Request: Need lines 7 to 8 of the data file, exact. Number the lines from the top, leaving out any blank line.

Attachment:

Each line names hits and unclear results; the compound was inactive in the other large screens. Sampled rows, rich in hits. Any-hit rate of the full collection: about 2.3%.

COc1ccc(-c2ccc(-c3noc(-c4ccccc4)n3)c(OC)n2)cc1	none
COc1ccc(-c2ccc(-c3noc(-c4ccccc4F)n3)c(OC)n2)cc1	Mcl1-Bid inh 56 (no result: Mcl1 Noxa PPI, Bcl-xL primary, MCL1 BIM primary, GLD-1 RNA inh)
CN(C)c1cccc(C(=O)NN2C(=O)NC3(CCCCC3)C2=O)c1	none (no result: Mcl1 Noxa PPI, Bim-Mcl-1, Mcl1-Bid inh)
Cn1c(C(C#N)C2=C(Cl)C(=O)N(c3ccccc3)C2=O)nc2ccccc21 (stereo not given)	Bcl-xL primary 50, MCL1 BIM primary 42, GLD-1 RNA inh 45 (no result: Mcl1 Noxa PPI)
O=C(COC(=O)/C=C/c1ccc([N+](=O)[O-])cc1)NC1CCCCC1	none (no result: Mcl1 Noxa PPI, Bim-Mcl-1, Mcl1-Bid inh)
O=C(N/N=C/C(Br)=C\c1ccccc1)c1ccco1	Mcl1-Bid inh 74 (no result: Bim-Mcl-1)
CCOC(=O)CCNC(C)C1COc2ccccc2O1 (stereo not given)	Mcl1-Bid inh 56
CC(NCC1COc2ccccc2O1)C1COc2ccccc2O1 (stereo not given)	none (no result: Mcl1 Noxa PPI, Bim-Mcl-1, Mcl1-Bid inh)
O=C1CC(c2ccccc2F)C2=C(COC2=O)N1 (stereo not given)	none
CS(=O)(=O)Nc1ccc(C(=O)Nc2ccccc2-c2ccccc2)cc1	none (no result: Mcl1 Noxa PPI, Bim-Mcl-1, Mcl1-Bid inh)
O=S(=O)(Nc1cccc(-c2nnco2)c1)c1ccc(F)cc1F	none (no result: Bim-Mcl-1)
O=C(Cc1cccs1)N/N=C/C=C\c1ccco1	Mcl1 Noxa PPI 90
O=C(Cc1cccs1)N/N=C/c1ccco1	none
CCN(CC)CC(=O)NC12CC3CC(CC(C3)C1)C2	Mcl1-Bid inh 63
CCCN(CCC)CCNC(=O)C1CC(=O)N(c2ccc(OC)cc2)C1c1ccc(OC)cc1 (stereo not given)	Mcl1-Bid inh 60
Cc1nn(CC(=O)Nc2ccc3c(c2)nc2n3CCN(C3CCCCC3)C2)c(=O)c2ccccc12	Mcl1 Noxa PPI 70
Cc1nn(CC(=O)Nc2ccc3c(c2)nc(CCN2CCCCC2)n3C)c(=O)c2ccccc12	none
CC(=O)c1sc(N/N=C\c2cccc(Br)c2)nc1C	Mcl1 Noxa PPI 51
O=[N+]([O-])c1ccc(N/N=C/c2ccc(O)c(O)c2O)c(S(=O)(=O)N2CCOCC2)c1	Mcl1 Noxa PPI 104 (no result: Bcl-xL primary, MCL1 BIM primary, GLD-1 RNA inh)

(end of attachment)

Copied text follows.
O=C(N/N=C/C(Br)=C\c1ccccc1)c1ccco1	Mcl1-Bid inh 74 (no result: Bim-Mcl-1)
CCOC(=O)CCNC(C)C1COc2ccccc2O1 (stereo not given)	Mcl1-Bid inh 56